Misunderstandings, too: Louisa, who pushes herself through her own illnesses to live an active, socially useful life, occasionally expresses irritation at Emily’s withdrawal from any public interaction, but over the years the two women accept their differences and find solace and sisterhood in their commonalities.

Detailed research and strong writing make The Bee and the Fly entirely convincing. The authors have captured both Alcott’s and Dickinson’s distinctive and disparate written voices, a significant achievement. As most of Dickinson’s correspondence was destroyed on her death, her prose style in her letters matches the style of her poetry, with many incomplete sentences punctuated by dashes, expressive but comprehensible. Alcott’s letters and journals were preserved and have been published; her voice here may be the stronger, or perhaps only more familiar to this reviewer.

As with most epistolary novels, I began by reading pairs of letters, then leaving the book for a while, but as the correspondence progressed, I was more and more engrossed, and read continuously. For anyone interested in the lives of these two women whose work has had a profound influence on American literature, I strongly recommend The Bee and the Fly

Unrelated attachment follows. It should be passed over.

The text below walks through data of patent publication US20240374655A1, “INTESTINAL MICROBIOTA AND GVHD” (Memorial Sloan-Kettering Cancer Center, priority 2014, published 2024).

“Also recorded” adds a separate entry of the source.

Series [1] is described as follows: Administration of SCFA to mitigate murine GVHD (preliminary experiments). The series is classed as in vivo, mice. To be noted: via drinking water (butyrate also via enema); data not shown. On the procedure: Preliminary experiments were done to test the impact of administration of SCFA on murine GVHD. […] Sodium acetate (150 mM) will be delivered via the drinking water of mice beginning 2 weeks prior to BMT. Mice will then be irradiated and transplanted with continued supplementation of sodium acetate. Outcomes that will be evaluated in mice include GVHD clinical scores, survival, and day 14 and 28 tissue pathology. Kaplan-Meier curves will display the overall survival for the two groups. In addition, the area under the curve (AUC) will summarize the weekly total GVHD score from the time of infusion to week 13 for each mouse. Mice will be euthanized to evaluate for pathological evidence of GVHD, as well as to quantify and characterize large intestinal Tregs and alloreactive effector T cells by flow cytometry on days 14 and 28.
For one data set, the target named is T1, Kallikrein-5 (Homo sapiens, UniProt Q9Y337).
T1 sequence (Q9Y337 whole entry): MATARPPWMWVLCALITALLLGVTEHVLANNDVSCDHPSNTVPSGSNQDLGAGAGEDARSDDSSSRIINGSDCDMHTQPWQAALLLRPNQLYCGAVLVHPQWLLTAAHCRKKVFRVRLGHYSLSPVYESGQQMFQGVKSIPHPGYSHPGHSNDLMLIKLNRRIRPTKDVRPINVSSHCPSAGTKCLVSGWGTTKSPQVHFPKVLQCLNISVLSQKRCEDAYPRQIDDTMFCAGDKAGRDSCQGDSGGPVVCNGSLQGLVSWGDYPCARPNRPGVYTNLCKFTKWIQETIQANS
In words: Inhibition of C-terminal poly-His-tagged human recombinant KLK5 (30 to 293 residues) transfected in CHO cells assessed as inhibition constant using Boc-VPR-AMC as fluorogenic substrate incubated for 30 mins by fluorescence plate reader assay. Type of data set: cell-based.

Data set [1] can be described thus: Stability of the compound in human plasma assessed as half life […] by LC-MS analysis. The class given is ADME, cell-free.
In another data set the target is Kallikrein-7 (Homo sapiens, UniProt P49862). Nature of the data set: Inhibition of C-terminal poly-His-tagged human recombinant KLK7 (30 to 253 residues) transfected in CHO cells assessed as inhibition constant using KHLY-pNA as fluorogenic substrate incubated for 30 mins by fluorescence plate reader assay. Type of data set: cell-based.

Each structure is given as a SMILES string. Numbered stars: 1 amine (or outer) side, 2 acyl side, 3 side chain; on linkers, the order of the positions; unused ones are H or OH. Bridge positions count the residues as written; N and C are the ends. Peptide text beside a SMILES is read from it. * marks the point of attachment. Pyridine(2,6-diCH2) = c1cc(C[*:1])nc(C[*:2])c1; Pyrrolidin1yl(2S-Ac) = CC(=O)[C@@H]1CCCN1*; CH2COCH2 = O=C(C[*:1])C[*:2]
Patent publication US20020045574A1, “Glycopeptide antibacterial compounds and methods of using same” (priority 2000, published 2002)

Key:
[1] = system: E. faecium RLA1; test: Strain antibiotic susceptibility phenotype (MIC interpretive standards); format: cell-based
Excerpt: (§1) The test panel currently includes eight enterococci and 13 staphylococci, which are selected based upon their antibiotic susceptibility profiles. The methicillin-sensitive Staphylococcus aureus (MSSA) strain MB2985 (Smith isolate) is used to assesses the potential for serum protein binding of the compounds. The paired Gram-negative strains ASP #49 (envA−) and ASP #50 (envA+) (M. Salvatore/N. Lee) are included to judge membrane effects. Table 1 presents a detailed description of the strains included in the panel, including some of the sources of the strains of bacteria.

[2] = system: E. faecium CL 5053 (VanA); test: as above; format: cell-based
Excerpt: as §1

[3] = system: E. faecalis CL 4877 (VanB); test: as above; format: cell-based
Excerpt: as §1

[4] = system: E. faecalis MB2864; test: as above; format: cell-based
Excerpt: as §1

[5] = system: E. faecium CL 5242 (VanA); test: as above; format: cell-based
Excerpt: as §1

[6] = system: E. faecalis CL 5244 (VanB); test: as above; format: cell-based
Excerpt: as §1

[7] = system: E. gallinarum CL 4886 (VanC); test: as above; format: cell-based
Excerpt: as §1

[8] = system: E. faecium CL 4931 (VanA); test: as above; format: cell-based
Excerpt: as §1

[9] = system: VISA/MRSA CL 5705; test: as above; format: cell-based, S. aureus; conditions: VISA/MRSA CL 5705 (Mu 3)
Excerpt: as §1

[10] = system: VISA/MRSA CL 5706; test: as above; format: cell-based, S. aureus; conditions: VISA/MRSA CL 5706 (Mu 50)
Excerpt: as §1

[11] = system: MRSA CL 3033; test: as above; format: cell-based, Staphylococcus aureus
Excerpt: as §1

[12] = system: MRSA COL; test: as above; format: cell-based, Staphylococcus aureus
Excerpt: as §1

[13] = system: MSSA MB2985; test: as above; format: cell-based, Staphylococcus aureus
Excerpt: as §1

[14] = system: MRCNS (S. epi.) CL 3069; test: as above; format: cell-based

Reviewed for Discovering Diamonds 

© Marian L. Thorpe
 e-version reviewed

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Monday, 23 May 2022

A Discovering Diamonds Review of Siege: Edge of Empire by Alistair Tosh

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Fictional drama
AD 139
Roman Britain

"Lucius Faenius Felix arrives in Britannia to command the First Nervana, a renowned cohort drawn from the homelands of the fierce Nervii tribe. The soldier has been recently cheated out of his ancestral estates - and is still grieving from the mysterious murder of his father.